Non-regret sinners will spend a whole eternity in hell. Will Lucifer get the same destiny as well?

  • Which denomination's views are you interested in?
    – curiousdannii
    Commented Aug 24, 2021 at 23:39
  • Will lucifer feel pain from fire? Commented Aug 24, 2021 at 23:51
  • Non-regret sinners will spend a whole eternity in hell - I think you should research exactly where modern day Christians get their concepts of Hell from. I think you'll be surprised.
    – TKoL
    Commented Aug 25, 2021 at 8:55
  • I dont like using subjective interpretation of christianity even dont being christian. I think you mean I should look through christianity as subjective. If the bible is really right so it should be as clean as possible in every aspect of their life-teachings without left subjetivism open behind beacuse if it'd do so I was able to interpret christianity in the way I'd like to even if I wanted make something pretty wrong in moral sense. I still am looking over zanarkand's answer. Commented Aug 26, 2021 at 3:42

1 Answer 1


The answer to your question depends on how you interpret Revelation 20. Is this passage describing an actual lake of fire or is the lake of fire symbolic of complete destruction? My personal take is that it is symbolic because we see that death itself is thrown into the lake of fire, but death is an abstract idea. You can't literally throw death around.

There are also different ways to interpret the Book of Revelation. It can be interpreted as symbolic of the battle between God's Kingdom and worldly powers, an outline of historical events mostly from the past, or an outline of historical events that occur throughout history. How you read it will have a large impact on how you understand Revelation 20.

Revelation 20:7-15

The Judgment of Satan

7 When the thousand years are over, Satan will be released from his prison 8 and will go out to deceive the nations in the four corners of the earth—Gog and Magog—and to gather them for battle. In number they are like the sand on the seashore. 9 They marched across the breadth of the earth and surrounded the camp of God’s people, the city he loves. But fire came down from heaven and devoured them. 10 And the devil, who deceived them, was thrown into the lake of burning sulfur, where the beast and the false prophet had been thrown. They will be tormented day and night for ever and ever.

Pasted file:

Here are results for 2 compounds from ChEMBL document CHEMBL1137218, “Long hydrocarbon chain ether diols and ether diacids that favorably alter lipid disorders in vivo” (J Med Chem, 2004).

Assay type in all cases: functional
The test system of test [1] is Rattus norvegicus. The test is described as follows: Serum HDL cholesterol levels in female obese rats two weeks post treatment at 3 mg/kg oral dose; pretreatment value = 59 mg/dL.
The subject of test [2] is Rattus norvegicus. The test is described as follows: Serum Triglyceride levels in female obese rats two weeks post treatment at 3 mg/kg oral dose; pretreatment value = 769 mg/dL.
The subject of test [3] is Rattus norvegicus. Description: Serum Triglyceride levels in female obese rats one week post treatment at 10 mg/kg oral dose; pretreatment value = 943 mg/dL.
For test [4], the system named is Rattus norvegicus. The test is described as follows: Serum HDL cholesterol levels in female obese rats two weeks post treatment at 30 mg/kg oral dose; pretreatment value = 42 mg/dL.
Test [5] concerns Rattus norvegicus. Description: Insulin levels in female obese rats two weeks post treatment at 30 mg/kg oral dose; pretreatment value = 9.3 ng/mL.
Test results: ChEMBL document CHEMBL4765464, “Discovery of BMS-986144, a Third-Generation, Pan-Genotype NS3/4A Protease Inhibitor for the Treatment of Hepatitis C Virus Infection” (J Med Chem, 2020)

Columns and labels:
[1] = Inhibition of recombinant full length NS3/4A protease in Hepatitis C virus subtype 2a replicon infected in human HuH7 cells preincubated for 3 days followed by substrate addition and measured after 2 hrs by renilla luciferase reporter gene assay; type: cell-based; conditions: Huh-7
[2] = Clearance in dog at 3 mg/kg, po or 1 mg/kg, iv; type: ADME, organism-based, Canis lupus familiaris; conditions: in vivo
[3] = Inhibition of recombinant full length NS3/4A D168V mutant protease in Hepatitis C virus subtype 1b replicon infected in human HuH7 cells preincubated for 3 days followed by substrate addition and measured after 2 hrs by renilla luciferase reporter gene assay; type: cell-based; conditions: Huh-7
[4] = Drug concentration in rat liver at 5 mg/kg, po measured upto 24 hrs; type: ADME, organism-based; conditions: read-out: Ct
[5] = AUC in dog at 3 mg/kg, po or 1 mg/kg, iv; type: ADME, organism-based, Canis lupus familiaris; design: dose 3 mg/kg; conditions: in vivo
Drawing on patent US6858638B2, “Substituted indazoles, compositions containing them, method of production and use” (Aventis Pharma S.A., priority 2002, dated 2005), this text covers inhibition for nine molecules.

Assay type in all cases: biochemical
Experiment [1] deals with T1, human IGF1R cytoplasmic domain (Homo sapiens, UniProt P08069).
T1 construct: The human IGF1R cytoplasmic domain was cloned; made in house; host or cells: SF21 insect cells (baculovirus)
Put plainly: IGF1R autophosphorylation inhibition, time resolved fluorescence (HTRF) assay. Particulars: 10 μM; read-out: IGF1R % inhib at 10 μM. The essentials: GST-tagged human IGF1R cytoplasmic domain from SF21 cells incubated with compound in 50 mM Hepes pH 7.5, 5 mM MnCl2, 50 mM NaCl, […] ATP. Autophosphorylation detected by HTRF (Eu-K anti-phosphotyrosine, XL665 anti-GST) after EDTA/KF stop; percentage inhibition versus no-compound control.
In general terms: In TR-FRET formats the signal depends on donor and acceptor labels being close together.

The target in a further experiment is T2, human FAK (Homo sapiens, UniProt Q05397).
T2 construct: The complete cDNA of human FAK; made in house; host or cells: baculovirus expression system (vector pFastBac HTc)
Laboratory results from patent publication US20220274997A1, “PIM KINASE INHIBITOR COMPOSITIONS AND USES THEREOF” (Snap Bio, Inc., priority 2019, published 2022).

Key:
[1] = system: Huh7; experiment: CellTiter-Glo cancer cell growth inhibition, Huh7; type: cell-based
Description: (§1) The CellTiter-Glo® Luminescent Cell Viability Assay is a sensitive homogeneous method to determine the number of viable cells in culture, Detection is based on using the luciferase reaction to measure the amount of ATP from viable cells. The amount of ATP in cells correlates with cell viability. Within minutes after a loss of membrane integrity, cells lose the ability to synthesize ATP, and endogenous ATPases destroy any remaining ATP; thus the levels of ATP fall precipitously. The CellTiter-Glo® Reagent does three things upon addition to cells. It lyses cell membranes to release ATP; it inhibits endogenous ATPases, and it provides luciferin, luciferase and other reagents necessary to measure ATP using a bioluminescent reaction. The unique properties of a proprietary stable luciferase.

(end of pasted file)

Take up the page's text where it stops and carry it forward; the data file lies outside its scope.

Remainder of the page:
The Judgment of the Dead

11 Then I saw a great white throne and him who was seated on it. The earth and the heavens fled from his presence, and there was no place for them. 12 And I saw the dead, great and small, standing before the throne, and books were opened. Another book was opened, which is the book of life. The dead were judged according to what they had done as recorded in the books. 13 The sea gave up the dead that were in it, and death and Hades gave up the dead that were in them, and each person was judged according to what they had done. 14 Then death and Hades were thrown into the lake of fire. The lake of fire is the second death. 15 Anyone whose name was not found written in the book of life was thrown into the lake of fire.

Different Views of Hell

The problem with the English word 'Hell' is that it is not even a direct translation of any word in the Bible. It is not a Biblical word. There are 4 words used in the Bible that are sometimes translated 'hell' and none of them are equivalent to what unbelievers I have met often mean by the English word 'hell'. They are:

  • Gehenna or Valley of Hinnom (New Testament)
  • Tartarus (New Testament)
  • Sheol (Old Testament)
  • Hades (New Testament)

Gehenna was a trash pit that was once a site of great idolatry. Tartarus and Hades were actually Greek terms describing the abode of the dead or a place of judgment. And Sheol was a Hebrew word used to describe the place where both good and bad people go upon death.

But what do English speakers mean by the word 'hell'? They think of Dante's Inferno and paintings from the middle ages of people being tossed into a burning pit screaming while little beings wait to torment them.

So, a Greek/Aramaic/Hebrew equivalent of the English word 'hell' was never used by Jesus. And certainly not the way most modern people understand it.

Within historic Christianity, there are 3 views of how God ultimately handles sin. The three views of how God handles sin ultimately are:

  1. Eternal torment - some form of eternal suffering or separation from God
  2. Conditionalism - those who reject God are judged and then cease to exist
  3. Universalism - sin is real, but all people will eventually be brought to repentance

See Steve Gregg's book "All You Want to Know About Hell" for a good analysis of the pros and cons of each view.

I came to the conclusion that conditionalism/annihilation is the best explanation of the Biblical texts and have yet to hear a rebuttal I find convincing. Here are some reasons that I find annihilation convincing.